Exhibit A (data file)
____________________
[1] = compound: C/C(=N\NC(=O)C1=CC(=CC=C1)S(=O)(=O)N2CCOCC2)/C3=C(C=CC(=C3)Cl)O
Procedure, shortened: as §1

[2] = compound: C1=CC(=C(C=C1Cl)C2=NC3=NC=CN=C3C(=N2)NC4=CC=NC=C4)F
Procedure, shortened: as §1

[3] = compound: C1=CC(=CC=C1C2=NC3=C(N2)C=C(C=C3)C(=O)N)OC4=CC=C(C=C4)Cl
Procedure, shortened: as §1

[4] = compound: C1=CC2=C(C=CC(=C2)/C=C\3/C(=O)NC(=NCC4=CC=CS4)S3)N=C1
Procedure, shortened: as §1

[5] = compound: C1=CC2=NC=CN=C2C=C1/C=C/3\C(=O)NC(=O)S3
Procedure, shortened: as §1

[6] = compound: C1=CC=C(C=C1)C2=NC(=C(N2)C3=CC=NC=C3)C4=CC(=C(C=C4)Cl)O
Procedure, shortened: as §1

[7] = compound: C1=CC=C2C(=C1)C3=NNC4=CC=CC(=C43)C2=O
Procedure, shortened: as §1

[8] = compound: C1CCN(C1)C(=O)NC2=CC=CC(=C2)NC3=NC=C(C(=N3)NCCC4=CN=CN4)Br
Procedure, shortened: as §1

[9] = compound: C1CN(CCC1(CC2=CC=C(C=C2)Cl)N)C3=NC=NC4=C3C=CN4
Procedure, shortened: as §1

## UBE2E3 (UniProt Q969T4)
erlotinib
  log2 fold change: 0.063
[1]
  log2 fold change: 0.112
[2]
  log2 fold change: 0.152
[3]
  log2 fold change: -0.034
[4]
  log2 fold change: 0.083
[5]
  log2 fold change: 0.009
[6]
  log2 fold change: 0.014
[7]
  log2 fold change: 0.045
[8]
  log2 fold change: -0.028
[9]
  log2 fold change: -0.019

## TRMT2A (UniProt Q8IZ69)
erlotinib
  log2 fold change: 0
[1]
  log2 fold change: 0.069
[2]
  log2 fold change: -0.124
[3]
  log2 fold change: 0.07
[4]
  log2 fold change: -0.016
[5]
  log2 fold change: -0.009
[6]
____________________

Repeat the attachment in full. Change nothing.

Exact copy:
[1] = compound: C/C(=N\NC(=O)C1=CC(=CC=C1)S(=O)(=O)N2CCOCC2)/C3=C(C=CC(=C3)Cl)O
Procedure, shortened: as §1

[2] = compound: C1=CC(=C(C=C1Cl)C2=NC3=NC=CN=C3C(=N2)NC4=CC=NC=C4)F
Procedure, shortened: as §1

[3] = compound: C1=CC(=CC=C1C2=NC3=C(N2)C=C(C=C3)C(=O)N)OC4=CC=C(C=C4)Cl
Procedure, shortened: as §1

[4] = compound: C1=CC2=C(C=CC(=C2)/C=C\3/C(=O)NC(=NCC4=CC=CS4)S3)N=C1
Procedure, shortened: as §1

[5] = compound: C1=CC2=NC=CN=C2C=C1/C=C/3\C(=O)NC(=O)S3
Procedure, shortened: as §1

[6] = compound: C1=CC=C(C=C1)C2=NC(=C(N2)C3=CC=NC=C3)C4=CC(=C(C=C4)Cl)O
Procedure, shortened: as §1

[7] = compound: C1=CC=C2C(=C1)C3=NNC4=CC=CC(=C43)C2=O
Procedure, shortened: as §1

[8] = compound: C1CCN(C1)C(=O)NC2=CC=CC(=C2)NC3=NC=C(C(=N3)NCCC4=CN=CN4)Br
Procedure, shortened: as §1

[9] = compound: C1CN(CCC1(CC2=CC=C(C=C2)Cl)N)C3=NC=NC4=C3C=CN4
Procedure, shortened: as §1

## UBE2E3 (UniProt Q969T4)
erlotinib
  log2 fold change: 0.063
[1]
  log2 fold change: 0.112
[2]
  log2 fold change: 0.152
[3]
  log2 fold change: -0.034
[4]
  log2 fold change: 0.083
[5]
  log2 fold change: 0.009
[6]
  log2 fold change: 0.014
[7]
  log2 fold change: 0.045
[8]
  log2 fold change: -0.028
[9]
  log2 fold change: -0.019

## TRMT2A (UniProt Q8IZ69)
erlotinib
  log2 fold change: 0
[1]
  log2 fold change: 0.069
[2]
  log2 fold change: -0.124
[3]
  log2 fold change: 0.07
[4]
  log2 fold change: -0.016
[5]
  log2 fold change: -0.009
[6]